Perfectly pink and tender meat inside with a gorgeous golden crust. You will love this classic recipe for oven roasted rack of lamb.
Before you attempt this oven roasted rack of lamb, it’s helpful to understand the cut we are using! Rack of lamb is the section of backstrap with the ribs still attached. Literally, it’s the same cut as prime rib in beef, just waaaaaay smaller. Teeny tiny by comparison, really. The problem for meat buyers like us, is that there are so many stages of cleaning up a lamb rack and that all depends on how your butcher chooses to do it. They may french the rack, where the meat and fat are scraped away from the bones for a much cleaner appearance. They may remove the fat cap altogether. They may leave it over the meat but cut it from the bones. They may trim the cap so it’s there, but just thinner. Cap on, off, frenched or untrimmed will also make a difference to both the final weight and cook time of your lamb. And that’s why a quality meat thermometer is an indispensable tool.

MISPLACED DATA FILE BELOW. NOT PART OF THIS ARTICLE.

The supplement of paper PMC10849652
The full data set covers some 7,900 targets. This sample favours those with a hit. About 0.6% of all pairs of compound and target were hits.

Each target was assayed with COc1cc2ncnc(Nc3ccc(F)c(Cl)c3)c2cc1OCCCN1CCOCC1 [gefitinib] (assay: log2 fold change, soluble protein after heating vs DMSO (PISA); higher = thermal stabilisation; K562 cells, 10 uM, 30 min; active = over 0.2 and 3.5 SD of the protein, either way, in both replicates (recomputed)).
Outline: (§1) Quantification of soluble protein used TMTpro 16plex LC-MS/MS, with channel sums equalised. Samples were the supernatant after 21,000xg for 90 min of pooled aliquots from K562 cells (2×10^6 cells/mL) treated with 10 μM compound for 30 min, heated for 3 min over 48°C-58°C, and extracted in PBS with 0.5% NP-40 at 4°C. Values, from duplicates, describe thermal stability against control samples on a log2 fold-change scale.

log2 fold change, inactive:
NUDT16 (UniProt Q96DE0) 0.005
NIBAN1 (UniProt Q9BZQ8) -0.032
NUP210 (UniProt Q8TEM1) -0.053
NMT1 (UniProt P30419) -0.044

We know that for beef, the reverse sear method is a great way to get perfectly medium rare meat every time. Lamb is a much more forgiving protein because it’s much smaller. So you can blast it in a hot oven to develop color and still make sure it’s cooked evenly throughout. As you can see above, I used a particularly fatty rack to demonstrate this recipe. You can see the entire fat cap is still intact. And I get it, this much fat may not be your jam. Don’t fret – if you have purchased a cap on lamb rack roast, and you’re not into fat, you have two options. One – attempt to trim the cap yourself before cooking, leaving only a quarter to eighth of an inch around the eye meat. Or two – cook the lamb according to my recipe below, but pull it at 100f. Then slice it into individual cutlets and sear them in a hot pan for a few minutes on each side. This “twice cooked” method gets you extra browny bits, and helps render the fat down.Print